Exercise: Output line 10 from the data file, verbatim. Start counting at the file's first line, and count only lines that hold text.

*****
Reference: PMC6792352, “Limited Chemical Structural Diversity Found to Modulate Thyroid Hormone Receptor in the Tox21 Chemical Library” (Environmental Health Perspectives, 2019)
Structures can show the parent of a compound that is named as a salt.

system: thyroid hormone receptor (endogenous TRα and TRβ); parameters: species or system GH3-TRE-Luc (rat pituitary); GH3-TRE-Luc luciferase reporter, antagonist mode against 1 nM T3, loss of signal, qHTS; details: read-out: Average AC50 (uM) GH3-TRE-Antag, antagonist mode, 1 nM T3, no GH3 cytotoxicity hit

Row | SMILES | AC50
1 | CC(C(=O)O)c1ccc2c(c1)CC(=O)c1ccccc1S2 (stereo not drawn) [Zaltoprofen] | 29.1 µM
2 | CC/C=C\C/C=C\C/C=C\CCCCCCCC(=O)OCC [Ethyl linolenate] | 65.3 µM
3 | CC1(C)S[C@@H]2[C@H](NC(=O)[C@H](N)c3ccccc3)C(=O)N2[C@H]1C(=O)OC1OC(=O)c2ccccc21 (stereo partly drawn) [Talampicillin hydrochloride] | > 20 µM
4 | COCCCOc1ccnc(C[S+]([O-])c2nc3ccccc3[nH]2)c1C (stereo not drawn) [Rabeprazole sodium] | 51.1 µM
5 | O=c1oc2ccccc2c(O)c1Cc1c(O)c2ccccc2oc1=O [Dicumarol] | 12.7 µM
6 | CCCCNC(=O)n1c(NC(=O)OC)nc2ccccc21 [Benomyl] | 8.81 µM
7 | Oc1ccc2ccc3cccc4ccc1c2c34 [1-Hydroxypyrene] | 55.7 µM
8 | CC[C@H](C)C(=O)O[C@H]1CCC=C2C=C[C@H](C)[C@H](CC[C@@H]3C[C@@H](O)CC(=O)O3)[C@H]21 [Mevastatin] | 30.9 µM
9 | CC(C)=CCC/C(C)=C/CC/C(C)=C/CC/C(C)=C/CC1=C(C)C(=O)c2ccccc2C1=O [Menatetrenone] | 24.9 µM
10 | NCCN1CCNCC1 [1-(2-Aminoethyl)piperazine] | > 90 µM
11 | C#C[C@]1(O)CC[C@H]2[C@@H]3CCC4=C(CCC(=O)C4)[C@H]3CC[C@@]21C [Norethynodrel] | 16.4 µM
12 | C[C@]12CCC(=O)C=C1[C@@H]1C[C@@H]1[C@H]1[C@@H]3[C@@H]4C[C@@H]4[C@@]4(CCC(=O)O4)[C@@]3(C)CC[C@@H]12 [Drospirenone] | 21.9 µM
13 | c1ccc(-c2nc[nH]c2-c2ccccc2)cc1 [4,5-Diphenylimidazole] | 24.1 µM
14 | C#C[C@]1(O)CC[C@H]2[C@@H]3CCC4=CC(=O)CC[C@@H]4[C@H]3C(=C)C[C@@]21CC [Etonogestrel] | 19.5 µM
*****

6 | CCCCNC(=O)n1c(NC(=O)OC)nc2ccccc21 [Benomyl] | 8.81 µM